The Fairway Galle Literary Festival began, as all things in Sri Lanka inevitably do with plenty of lights, sounds and people ( and an unusually small number of delays). Many of Thursday’s attendees seemed bowled over by what they called “a spectacular opening ceremony” on Wednesday evening but it was a love for literature that [...]

The Sunday Times Sri Lanka

It’s all for the writers, books and ambience

Duvindi Illankoon and Vinusha Paulraj on Thursday in Galle

The Fairway Galle Literary Festival began, as all things in Sri Lanka inevitably do with plenty of lights, sounds and people ( and an unusually small number of delays).

Author Rohini Mohan: Loving the ambience of Galle FortNirikshana Mendis: Excited first timer

Many of Thursday’s attendees seemed bowled over by what they called “a spectacular opening ceremony” on Wednesday evening but it was a love for literature that had them skipping lunch and running from one venue to another, on the first day of a packed programme!

The festival in Galle draws to a close today, January 17 and on Thursday, we caught up with some enthusiastic attendees with books spilling out of packed bags to find out what they thought of its much awaited return.

Vineetha and Thinushka Gooneratne were attending for both the books (Vineetha) and the architectural heritage and many sights of Galle (Thinushka).

Vineetha who has attended GLF a few times already had whittled down the programme to what she thought might turn out to be “interesting authors.”

This includes Hugh Thomson, whom they had just listened to speak about an extraordinary trip to the Nanda Devi Sanctuary in India.

Like many others at that session, they were blown away by the author’s gripping tale and stepped out to buy the book from the book stall nearby.

Thinushka was here more for the excursions in and around the Fort, which she noted were well planned and meticulously scheduled.

Andrea Maria Schenkel

Vineetha was more interested in catching some authors whose work she admired. She was mildly disappointed by the pricing of the tickets- “it doesn’t allow you to fully experience the programme”-but noted that at least there were plenty of sessions to choose from!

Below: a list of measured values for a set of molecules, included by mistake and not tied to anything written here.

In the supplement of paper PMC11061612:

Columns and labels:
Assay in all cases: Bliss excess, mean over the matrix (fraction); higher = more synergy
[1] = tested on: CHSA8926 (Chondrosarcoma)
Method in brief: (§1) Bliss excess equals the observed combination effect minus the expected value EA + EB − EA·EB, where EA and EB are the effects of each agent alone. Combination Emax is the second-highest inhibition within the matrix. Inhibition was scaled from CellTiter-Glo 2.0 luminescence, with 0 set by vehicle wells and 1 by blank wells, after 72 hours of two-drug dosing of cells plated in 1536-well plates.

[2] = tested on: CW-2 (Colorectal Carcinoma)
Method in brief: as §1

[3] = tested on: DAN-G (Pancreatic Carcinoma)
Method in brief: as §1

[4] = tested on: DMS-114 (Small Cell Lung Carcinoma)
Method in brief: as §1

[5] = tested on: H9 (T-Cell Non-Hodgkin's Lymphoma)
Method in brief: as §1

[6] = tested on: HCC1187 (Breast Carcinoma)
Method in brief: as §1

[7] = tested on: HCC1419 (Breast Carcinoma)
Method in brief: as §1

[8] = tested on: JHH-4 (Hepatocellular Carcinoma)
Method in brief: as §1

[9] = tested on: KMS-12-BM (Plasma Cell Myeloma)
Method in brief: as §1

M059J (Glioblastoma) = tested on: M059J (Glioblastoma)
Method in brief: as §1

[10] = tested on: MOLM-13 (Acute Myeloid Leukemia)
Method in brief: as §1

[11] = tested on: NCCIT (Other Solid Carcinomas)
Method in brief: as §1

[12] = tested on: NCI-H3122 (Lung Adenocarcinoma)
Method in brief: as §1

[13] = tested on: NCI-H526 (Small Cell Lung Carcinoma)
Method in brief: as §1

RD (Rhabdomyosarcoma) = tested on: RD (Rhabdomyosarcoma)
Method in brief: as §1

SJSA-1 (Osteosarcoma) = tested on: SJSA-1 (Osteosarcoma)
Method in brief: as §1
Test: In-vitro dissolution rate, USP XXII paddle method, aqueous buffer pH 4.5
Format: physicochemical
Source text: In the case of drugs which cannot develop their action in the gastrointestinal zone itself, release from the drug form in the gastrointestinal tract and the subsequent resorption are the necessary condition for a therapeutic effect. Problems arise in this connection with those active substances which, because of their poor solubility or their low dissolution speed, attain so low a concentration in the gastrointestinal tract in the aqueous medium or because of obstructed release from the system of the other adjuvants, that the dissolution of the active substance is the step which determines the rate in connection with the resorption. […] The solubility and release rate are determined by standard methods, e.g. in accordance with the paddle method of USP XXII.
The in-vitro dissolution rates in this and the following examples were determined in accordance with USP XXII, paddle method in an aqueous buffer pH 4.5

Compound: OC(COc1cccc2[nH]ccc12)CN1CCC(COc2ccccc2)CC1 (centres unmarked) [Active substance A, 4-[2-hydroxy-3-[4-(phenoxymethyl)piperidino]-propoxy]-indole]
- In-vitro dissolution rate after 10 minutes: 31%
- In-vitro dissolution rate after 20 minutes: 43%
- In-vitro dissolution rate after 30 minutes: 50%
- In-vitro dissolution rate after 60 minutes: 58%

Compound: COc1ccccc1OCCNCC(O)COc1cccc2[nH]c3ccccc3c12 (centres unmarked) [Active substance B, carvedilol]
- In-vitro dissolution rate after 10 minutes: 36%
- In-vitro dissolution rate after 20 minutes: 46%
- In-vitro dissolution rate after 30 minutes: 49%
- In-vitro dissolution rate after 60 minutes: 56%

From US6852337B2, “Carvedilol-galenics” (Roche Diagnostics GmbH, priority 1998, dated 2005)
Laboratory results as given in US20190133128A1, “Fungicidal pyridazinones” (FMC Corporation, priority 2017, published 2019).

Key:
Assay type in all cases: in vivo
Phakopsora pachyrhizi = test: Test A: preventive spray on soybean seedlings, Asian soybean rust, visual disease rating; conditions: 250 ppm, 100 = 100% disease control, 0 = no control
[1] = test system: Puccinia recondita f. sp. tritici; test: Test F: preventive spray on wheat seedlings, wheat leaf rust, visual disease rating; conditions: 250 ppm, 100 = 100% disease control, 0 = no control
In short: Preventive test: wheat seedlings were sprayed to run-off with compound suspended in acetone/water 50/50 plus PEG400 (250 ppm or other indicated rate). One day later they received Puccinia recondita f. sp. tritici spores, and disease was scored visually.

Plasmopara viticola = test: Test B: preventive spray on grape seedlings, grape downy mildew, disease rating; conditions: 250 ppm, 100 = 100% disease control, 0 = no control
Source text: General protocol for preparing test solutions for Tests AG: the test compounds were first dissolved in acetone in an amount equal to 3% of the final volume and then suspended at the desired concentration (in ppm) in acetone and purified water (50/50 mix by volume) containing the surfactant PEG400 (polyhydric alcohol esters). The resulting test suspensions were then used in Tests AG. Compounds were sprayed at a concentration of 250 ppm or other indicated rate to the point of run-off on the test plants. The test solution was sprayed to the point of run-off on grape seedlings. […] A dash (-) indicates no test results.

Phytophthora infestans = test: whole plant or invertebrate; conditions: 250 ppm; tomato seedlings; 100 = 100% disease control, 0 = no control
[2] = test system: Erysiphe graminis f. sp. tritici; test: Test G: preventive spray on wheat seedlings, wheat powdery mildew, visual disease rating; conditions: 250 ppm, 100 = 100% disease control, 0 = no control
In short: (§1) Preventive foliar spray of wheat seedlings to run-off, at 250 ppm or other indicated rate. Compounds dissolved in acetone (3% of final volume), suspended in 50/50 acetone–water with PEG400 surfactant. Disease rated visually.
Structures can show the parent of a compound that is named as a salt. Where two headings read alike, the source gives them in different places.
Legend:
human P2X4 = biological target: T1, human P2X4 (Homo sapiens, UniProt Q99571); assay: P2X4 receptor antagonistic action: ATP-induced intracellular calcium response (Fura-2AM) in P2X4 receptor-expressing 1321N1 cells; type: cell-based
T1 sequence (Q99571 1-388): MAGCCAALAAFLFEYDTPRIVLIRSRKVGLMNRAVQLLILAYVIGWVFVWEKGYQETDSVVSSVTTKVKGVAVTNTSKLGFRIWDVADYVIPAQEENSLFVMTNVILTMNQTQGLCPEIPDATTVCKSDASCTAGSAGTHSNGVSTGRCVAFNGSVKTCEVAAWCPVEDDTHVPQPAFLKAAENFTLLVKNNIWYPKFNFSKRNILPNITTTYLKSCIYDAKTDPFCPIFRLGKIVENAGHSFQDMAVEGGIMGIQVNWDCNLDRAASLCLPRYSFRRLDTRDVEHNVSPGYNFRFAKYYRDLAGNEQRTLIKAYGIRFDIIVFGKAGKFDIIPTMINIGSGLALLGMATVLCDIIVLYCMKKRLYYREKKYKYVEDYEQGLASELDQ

First time festival-goers Nirikshana Mendis and Udara Hatharasinghe were nothing but excited for the next few days, which they hoped would bring “many books and good authors”.

These English students from the University of Ruhuna were in attendance at almost every session, and declared themselves very happy with what they’d heard so far.

Attendees sprawling-out on cushiony mats under colourful, lazily fluttering flags, or waiting in line to quickly get a book signed, meant the Lit Café was a constant hive.

Keeping the place clean was partly T. Ratnapala’s responsibility. Our questions came to him at an inopportune moment, as he was hunting for a garbage disposal bag to fit a bin with.

Employed by the CMC for 23 years, “I hear these sessions are of great use, because they discuss books” this resident of Kurunduwatta said.

Dr. Seemah Rajapaksa: All smiles after a new purchase

Dr. Seemah Rajapaksa’s hat failed to hide her excited smile. Among those who’ve returned to the festival, “I love books” she said, pointing to her latest purchase from the festival’s array of offerings – a title by Meg Rosoff, adding “I wish I read it before” while sitting through a discussion at the Maritime Museum.

Drawn to the idea of possibly mystical dogs, solving life problems “I will be passing this book on to my daughter once I finish – it’s a story that anyone can relate to,” she said

Midday, we stepped out of the Hall De Galle and into the Fort, and our first stop was the famed Galle Fort library – the oldest in Sri Lanka at a grand old age of 185 years.

Here Librarian S. Abeywickrama was full of praise for the festival’s organisers for bringing new visitors to the Fort with every edition.

Author Rohini Mohan had wandered in and after quickly snapping a picture of an artifact, “I can’t believe that this place is over 180 years old” she told us.

Much of the festival’s relaxed vibe is owed to the frozen-in-time feel of the Fort, she conceded. “You feel transported” much like one does when lost in a book.

“There’s time for us to discuss, or even casually chat.” Her last visit to the Fort was “as a tourist,” but things have changed she feels, “now I feel like I’m a part of it.”

Hoping to catch a session by two diaspora writers on Sri Lanka, she said “It would be interesting” to explore the externalized point of view.

Walking back to our hotel we were drawn to Kamala’s Kitchen by Kamala herself and her tempting array of Lankan snacks like manioc, boiled gram and even little pieces of kiribath laid out for visitors to the lit fest. Our curiosity was piqued because this was clearly a makeshift snack shop-we found out from the owner Siyana Kaleel that the place was actually a Montessori on an average day-“I’m just trying to raise some funds for the school by offering snacks for GLF attendees,” she shared.

“You know, the festival is not just a good opportunity for book lovers-in the Fort it’s such a great opportunity for residents as well, because all these people come into the Fort and walk around. It’s very relaxed and lovely for us to see.”